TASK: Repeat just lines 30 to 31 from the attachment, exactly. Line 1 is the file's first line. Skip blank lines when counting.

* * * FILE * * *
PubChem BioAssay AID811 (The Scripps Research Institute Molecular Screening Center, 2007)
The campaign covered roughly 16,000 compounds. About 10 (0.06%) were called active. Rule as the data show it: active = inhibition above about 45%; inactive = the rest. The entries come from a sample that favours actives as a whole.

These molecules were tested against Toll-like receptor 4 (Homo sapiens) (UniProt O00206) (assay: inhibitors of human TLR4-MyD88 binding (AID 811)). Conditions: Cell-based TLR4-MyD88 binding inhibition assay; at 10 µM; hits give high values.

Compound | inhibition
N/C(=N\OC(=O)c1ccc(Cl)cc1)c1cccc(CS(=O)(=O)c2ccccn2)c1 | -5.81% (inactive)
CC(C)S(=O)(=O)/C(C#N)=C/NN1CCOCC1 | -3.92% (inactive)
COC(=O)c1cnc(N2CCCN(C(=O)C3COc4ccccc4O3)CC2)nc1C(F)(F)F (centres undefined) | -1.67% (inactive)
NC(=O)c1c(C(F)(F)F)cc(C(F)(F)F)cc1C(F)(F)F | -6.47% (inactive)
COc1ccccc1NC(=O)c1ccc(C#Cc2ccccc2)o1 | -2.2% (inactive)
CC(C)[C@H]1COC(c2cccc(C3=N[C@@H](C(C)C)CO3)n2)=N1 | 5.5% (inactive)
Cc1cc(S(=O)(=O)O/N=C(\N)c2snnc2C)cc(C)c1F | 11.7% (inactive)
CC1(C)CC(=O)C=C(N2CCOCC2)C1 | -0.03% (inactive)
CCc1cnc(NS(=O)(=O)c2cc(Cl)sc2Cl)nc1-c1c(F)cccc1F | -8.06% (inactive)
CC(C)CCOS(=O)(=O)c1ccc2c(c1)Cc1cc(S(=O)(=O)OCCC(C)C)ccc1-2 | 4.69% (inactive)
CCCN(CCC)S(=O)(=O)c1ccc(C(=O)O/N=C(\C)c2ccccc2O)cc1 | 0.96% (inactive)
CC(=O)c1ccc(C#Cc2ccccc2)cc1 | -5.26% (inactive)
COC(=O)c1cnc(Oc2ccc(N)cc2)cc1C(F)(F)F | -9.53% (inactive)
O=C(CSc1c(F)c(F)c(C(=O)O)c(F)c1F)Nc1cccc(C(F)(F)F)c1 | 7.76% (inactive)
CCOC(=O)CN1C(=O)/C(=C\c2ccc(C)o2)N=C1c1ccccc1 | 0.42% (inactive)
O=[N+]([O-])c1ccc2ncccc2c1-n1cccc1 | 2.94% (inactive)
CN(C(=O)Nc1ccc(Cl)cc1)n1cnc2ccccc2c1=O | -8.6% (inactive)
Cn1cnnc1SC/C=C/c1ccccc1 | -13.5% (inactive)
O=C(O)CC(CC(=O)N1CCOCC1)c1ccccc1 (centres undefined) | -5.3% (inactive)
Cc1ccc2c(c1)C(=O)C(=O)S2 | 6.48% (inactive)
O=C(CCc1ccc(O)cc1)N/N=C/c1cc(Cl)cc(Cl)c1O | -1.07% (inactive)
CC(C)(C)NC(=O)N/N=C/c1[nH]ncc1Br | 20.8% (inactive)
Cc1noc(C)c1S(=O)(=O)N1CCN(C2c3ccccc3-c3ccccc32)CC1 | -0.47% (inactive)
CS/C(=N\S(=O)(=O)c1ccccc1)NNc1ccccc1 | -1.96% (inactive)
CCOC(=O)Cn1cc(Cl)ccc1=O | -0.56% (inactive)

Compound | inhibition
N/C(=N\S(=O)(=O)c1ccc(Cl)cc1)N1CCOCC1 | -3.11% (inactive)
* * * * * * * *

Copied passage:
Compound | inhibition
N/C(=N\S(=O)(=O)c1ccc(Cl)cc1)N1CCOCC1 | -3.11% (inactive)